A Code Gray With a Silver Lining
It might sound like just another day in the life of a hospital—a patient is in crisis, and staff are paged to respond. A Code Gray had been called on our unit, which meant that a patient was displaying combative behavior. But in her own words, the patient felt unsafe and unable to cope after witnessing a peer threaten to harm both the staff and themselves.
Fortunately, our staff’s detailed planning, teamwork, and thorough preparation made for a less difficult intervention, and an all-around safer experience for everyone involved. The responding staff came up with a plan to verbally support the patient in crisis because they wanted her to not only be safe, but feel safe. They moved with subtle urgency to close the distance between themselves and the patient, while auxiliary team members quietly cleared the surrounding area and removed any furniture that might be a potential hazard to her safety or an obstruction to approaching staff.
Throughout the event, staff maintained an open line of communication with the patient, making specific efforts to mention the many peers and staff members who cared about her. As staff continued to use their verbal de-escalation training, they asked how they could help, offering solutions that the patient might find comforting. The patient ultimately agreed to a conversation, and subsequently asked for a weighted blanket that she could lie down with in her room.
At this point, the staff and patient agreed to help keep one another safe, by talking about any feelings or thoughts that might jeopardize the patient’s or staff’s safety.
Although it had initially appeared that there was a likelihood for this crisis to become physical, it never did. No hands-on intervention was ever required during the entire event thanks to the staff’s Nonviolent Crisis Intervention® training, which in addition to verbal de-escalation tactics, incorporated a clearly defined team dynamic and effective communication among team members. The staff entered the situation with a specific plan of intervention and a contingency plan should it be needed.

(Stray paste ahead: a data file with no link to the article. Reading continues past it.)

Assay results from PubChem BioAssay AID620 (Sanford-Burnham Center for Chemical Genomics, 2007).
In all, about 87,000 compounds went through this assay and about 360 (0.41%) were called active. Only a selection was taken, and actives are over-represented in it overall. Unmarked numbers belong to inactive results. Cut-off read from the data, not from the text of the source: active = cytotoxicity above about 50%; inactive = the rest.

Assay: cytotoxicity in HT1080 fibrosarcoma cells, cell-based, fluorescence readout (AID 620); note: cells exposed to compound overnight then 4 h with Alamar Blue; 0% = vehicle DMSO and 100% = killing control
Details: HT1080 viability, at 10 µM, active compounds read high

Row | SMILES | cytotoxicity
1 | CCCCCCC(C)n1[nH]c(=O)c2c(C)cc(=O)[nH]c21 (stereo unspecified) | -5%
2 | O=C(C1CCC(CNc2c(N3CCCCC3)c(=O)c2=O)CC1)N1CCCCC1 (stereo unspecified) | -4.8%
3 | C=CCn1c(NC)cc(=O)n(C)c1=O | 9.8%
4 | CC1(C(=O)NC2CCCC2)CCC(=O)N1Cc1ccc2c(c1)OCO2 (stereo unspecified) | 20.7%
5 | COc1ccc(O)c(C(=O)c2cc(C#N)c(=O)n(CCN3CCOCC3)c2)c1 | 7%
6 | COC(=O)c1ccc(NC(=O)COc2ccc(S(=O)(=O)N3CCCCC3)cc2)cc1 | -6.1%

Our staff’s ability to manage the Code Gray and maintain order throughout the unit was noteworthy. It demonstrated a positive outcome from our implementation and regular review of Nonviolent Crisis Intervention® training here at our state hospital, which limits injuries and discourages crisis escalation. I was proud to provide oversight to a situation where our Psych Unit, Security, and Code Responders worked as one team to successfully de-escalate a patient in crisis and keep her (and themselves) safe. It was just another day in the life of our hospital—a patient was in crisis, and our staff responded with care.
With over 30 years of experience at the Arizona State Hospital in Phoenix, D.C. Foster is a Behavioral Health Intervention Specialist and Master Level CPI Instructor. D.C. works with individuals identified as Serious Mental Illness (SMI), Forensic, and Sexually Violent Persons (SVP). Since 2012, he has been using CPI training to create a more person-centered, trauma-informed, recovery-oriented therapeutic environment for patients. D.C. is also a leading member in the CPI Instructor Community, where he exchanges training strategies and professional development techniques with his fellow Instructors.